Worked Deer Shoulder (Scapulae) Blades from Fox Farm

Fox Farm is a large archaeological site located in Mason County, Kentucky.  The site was occupied from ca. A.D 1300 to 1650 by sedentary farmers of the Fort Ancient culture and is one of the largest and most intensely occupied Fort Ancient village sites in the middle Ohio Valley.  As part of ongoing research on the faunal remains recovered from this site from 2009-2016, four … Continue reading Worked Deer Shoulder (Scapulae) Blades from Fox Farm

What Can We Learn From “Dirt”? Geoarchaeology at a Sinkhole in Kentucky

Enter the time machine…   You are rocketed 5000 years into the past.   It is 3017 B.C. and you are overlooking a large sinkhole in what will someday be Warren County, Kentucky. It is a sweltering summer afternoon. A dozen hunter-gatherers have settled within the sink, refreshed by the cool air rising from the cave entrance below. As they knap brittle stone into spear … Continue reading What Can We Learn From “Dirt”? Geoarchaeology at a Sinkhole in Kentucky

Chiggers and Ticks and… Scorpions? Dangers of Kentucky Archaeology, Part 2

Dear Reader, Do spiders make your skin crawl? Don’t read on! Afraid of snakes? Head back now!   For those of you deciding to stick around you’ve reached Part 2 of “Danger of Kentucky Archaeology”- the creepy-crawly edition. Just like in Part 1, many of these dangers are present around the world yet Kentucky is ripe with critters that can make an archaeologist gear up … Continue reading Chiggers and Ticks and… Scorpions? Dangers of Kentucky Archaeology, Part 2

Be Aware of Strangers with Guns & Sharp Pointy Things: Dangers of Kentucky Archaeology, Part 1

Sunburn? Unfortunately. Meeting a stranger with a gun. That’s happened. Dehydration? All the time. Ticks? Yep. Chiggers? My sworn enemy. Snake bite? Mmmhmm. Going in to the discipline of archaeology, students rarely think of the dangers they may face while out in the field. While many of the dangers of archaeology are occupational hazards for anyone who works outdoors, some of these hazards are unique … Continue reading Be Aware of Strangers with Guns & Sharp Pointy Things: Dangers of Kentucky Archaeology, Part 1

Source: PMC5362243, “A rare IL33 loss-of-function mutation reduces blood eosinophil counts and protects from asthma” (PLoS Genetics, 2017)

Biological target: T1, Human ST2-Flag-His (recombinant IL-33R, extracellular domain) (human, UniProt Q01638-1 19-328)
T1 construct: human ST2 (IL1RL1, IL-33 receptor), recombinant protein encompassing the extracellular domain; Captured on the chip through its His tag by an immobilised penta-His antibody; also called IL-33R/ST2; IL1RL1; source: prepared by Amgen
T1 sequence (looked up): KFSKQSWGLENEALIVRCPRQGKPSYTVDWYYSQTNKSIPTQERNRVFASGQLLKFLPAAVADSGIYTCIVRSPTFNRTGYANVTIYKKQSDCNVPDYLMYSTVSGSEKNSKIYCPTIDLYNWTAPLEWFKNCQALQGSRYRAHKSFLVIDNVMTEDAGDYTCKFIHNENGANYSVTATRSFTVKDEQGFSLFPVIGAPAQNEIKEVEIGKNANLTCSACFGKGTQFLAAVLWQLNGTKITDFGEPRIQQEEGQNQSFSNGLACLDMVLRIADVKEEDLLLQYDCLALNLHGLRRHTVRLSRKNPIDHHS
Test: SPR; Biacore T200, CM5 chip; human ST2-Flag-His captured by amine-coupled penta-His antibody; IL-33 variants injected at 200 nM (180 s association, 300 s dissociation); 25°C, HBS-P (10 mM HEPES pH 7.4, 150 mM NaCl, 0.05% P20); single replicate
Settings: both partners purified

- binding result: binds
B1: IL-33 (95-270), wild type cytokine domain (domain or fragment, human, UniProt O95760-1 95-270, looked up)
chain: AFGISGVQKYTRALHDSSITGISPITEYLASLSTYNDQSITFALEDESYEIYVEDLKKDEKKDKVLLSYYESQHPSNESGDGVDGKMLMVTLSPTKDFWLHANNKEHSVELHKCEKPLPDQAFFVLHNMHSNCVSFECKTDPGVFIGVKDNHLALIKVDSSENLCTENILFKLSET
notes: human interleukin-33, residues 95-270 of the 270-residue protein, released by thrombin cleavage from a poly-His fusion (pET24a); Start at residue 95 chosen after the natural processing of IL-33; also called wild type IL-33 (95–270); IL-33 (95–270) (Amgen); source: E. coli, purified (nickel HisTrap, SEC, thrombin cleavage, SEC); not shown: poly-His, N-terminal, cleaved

How do we acknowledge Kentucky’s contentious archaeological resources?

Development projects are a recurring feature of modern life, but not one that is new. Development often has tremendous impacts on human-environmental relationships and socio-economic dynamics, with implications for social justice. Development is the bane of and reason for so much of the archaeology that occurs within Kentucky and the nation. In terms of its impact on western Kentucky communities and the legacy of bureaucratic … Continue reading How do we acknowledge Kentucky’s contentious archaeological resources?

Communication and Why Archaeology Matters in the 21st Century

  The practice of archaeology is full of mystique. Both in reality and in the public imagination, archaeology has the ability to inspire people to investigate human diversity, history, and cultural heritage. The fundamental nature of archaeology as exploration and adventure is undeniable. As an educator and a scientist I have found that in general, the public and students alike are eager to learn about … Continue reading Communication and Why Archaeology Matters in the 21st Century

Have an archaeological story to tell via the internet?

Recently developed online web application called Story Maps, by the well-known GIS (Geographical Information Systems) company ESRI is making it easier to tell a story about an archaeological project, or site, or topic, and in doing so broaden your impact and reach on the internet.  ESRI Story Maps are a new strategy for combining geographic information with text, images and multimedia content in an easily … Continue reading Have an archaeological story to tell via the internet?